While it’s not clear if the President will lay out that specific path, Biden will “describe this as one of the rare moments in a country’s history when time stops and the essential is immediately ripped away from the trivial,” White House press secretary Jen Psaki said Monday. “We have to ensure January 6 doesn’t mark the end of democracy, but the renaissance for our democracy.”
Biden’s aides said he wasn’t planning to concentrate on Trump again in Atlanta, believing last week’s speech marking the anniversary of the January 6 US Capitol riot was a more appropriate venue to unleash his scathing criticism of his predecessor. But he does plan to home in on some of the same lines of critique he used in that address, including attacking Republicans for trying to reckon with the 2020 election results by tightening voting laws.
“Instead of looking at the election results from 2020 and saying they need new ideas or better ideas to win more votes, the former President and his supporters have decided the only way for them to win is to suppress your vote and subvert our elections,” Biden said inside the Capitol. “It’s wrong, it’s undemocratic and, frankly, it’s un-American.”
Biden to detail support for changes to the filibuster
The President has already stated he would back a rule change on the filibuster to pass voting rights bills — a significant acknowledgment for a longtime denizen of the Senate. But he hasn’t specified exactly the parameters for the changes or laid out his reasoning in extensive detail.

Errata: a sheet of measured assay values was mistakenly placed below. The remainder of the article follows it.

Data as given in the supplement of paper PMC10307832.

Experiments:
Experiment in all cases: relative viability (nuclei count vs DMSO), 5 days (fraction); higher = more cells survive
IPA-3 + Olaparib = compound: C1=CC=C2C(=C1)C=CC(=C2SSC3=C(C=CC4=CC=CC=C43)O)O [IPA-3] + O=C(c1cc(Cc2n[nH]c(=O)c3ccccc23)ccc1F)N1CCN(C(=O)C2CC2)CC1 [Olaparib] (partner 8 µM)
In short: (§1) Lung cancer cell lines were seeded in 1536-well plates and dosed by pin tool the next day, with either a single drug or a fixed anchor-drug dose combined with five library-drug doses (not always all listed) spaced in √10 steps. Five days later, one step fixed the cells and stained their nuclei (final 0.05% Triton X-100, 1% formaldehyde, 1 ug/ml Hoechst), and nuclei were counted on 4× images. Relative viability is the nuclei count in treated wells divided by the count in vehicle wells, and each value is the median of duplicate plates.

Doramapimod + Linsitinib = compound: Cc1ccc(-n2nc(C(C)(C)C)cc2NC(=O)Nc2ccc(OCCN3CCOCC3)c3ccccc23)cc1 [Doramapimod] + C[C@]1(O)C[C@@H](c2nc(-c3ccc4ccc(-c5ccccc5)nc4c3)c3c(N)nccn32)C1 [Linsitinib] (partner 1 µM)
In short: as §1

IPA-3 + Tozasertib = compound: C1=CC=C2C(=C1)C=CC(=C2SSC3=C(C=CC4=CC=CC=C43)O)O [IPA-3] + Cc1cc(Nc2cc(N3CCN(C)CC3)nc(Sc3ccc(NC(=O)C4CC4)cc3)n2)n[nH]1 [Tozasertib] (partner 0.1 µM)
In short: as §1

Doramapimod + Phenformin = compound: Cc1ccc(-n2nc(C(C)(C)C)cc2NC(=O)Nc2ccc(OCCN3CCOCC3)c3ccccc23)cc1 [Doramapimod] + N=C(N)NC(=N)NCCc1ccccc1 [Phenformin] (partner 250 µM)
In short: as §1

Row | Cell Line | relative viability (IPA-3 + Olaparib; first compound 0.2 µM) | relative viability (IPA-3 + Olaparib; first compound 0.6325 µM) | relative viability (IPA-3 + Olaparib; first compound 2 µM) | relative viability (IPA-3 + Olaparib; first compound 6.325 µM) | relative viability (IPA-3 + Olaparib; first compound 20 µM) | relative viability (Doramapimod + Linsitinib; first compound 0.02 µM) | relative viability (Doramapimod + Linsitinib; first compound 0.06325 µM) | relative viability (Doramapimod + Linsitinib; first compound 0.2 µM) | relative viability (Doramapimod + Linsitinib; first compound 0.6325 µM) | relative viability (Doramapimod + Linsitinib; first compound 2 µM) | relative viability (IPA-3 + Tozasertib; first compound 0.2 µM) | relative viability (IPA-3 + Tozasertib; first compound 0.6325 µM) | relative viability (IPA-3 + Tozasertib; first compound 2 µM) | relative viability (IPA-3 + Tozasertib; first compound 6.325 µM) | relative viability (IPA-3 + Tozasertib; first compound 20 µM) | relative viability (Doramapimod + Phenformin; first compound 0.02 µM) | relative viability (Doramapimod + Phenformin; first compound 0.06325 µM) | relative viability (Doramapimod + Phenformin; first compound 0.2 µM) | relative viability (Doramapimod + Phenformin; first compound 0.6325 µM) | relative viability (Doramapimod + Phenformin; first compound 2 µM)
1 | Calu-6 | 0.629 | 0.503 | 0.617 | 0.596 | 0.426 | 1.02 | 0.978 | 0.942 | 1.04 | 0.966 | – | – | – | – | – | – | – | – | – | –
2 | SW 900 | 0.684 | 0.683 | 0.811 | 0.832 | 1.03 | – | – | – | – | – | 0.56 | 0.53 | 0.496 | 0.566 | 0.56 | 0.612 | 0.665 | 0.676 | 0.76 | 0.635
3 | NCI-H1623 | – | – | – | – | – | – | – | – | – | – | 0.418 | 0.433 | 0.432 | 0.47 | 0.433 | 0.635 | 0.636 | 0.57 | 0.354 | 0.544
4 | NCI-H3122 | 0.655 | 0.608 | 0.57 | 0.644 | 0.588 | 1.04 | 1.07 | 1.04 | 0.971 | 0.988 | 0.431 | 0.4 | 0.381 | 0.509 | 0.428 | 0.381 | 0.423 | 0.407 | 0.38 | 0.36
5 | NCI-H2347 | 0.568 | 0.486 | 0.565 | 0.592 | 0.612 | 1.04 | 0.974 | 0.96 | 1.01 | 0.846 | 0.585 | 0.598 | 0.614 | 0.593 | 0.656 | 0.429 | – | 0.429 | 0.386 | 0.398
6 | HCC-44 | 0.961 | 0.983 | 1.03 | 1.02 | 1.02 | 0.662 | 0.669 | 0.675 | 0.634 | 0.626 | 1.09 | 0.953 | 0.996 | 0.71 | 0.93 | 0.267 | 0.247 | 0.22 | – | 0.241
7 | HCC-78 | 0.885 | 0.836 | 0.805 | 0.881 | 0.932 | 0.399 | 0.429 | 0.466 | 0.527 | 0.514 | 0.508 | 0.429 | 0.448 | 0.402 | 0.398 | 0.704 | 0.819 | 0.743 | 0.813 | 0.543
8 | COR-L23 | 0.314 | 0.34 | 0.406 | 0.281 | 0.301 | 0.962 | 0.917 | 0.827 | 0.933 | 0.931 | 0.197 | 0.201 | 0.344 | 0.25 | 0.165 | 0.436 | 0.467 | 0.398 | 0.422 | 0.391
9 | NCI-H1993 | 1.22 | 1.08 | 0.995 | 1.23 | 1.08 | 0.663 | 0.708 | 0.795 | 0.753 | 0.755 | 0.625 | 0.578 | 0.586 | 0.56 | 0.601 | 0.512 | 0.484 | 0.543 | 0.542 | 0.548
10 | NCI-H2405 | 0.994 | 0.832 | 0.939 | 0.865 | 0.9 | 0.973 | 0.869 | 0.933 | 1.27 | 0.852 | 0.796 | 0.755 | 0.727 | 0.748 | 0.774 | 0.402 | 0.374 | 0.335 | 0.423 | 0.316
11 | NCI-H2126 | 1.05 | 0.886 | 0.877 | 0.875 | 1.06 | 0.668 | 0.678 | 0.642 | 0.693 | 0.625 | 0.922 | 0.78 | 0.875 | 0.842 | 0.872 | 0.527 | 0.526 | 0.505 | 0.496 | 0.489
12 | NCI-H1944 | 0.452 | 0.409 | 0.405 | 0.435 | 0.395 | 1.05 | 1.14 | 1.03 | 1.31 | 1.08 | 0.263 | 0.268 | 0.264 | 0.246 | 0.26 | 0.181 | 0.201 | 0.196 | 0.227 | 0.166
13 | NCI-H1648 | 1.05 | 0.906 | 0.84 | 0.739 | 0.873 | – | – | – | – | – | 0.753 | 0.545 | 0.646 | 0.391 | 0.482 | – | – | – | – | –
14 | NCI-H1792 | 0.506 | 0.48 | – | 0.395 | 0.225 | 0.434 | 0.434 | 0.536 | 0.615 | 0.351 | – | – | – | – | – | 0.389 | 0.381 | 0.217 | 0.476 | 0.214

On Tuesday, he is preparing to spell out more clearly what those changes could look like, according to people familiar with his plans. Biden has previously stated he would support a return to the “talking filibuster,” which requires a senator to remain speaking in the Senate for the duration.
Biden’s allies hope more forceful support for the filibuster revisions and a renewed focus on the voting issue can help sway the two Democratic holdouts to support the changes. But the likelihood of bringing Manchin or Sinema around appears low. Both have stated they oppose changes to the 60-vote threshold to pass legislation.
Biden has been phoning senators over the past several weeks to discuss voting rights and to identify a pathway to passage, according to people familiar with the matter. After it became evident late last year that the President’s Build Back Better bill wouldn’t be passed in the near-term, Democrats began prioritizing voting rights legislation, setting a deadline of Monday’s Martin Luther King Jr. holiday.
“My sense is that with the White House, the game plan originally was to pass the rescue plan, pass the infrastructure plan and pass Build Back Better. They got two out of three and stymied on Build Back Better. So this definitely reflects a necessary and needed pivot by them to focus on democracy and focus on voting rights,” said Marc Morial, the president of the National Urban League.
‘White voters get priority, Black voters get promises’
Civil rights organizations have “worked incredibly hard” to push the President, vice president and members of the Senate — particularly Manchin and Sinema — on prioritizing voting rights legislation, Morial said.
“I feel like we’re on the 1-foot line. And then sometimes I feel like we’re 50 yards away,” Morial told CNN. “We have been encouraging the White House for many months to use the full weight of the presidency” to get behind the voting bills.
Biden has delivered previous speeches on voting rights — including in Tulsa, Oklahoma, on the centenary of the race massacre there and more recently at a commencement address in South Carolina — but hasn’t spelled out a distinct vision for overcoming Republican opposition to the proposed revisions.